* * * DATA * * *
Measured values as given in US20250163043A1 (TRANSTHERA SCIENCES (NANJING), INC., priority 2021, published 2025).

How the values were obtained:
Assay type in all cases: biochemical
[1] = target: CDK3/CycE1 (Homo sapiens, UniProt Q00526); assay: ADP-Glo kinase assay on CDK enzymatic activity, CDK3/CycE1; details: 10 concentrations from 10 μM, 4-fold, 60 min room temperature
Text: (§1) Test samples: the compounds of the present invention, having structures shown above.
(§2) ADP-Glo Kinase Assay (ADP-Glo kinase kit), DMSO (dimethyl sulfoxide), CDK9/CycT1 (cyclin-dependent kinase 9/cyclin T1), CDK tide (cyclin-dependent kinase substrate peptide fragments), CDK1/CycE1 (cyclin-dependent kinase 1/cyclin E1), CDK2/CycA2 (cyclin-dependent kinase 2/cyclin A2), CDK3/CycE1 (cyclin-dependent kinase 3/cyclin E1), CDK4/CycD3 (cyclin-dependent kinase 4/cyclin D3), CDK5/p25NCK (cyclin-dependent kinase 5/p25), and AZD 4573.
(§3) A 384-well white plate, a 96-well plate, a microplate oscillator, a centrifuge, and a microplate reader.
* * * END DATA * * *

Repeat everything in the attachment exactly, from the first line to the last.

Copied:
Measured values as given in US20250163043A1 (TRANSTHERA SCIENCES (NANJING), INC., priority 2021, published 2025).

How the values were obtained:
Assay type in all cases: biochemical
[1] = target: CDK3/CycE1 (Homo sapiens, UniProt Q00526); assay: ADP-Glo kinase assay on CDK enzymatic activity, CDK3/CycE1; details: 10 concentrations from 10 μM, 4-fold, 60 min room temperature
Text: (§1) Test samples: the compounds of the present invention, having structures shown above.
(§2) ADP-Glo Kinase Assay (ADP-Glo kinase kit), DMSO (dimethyl sulfoxide), CDK9/CycT1 (cyclin-dependent kinase 9/cyclin T1), CDK tide (cyclin-dependent kinase substrate peptide fragments), CDK1/CycE1 (cyclin-dependent kinase 1/cyclin E1), CDK2/CycA2 (cyclin-dependent kinase 2/cyclin A2), CDK3/CycE1 (cyclin-dependent kinase 3/cyclin E1), CDK4/CycD3 (cyclin-dependent kinase 4/cyclin D3), CDK5/p25NCK (cyclin-dependent kinase 5/p25), and AZD 4573.
(§3) A 384-well white plate, a 96-well plate, a microplate oscillator, a centrifuge, and a microplate reader.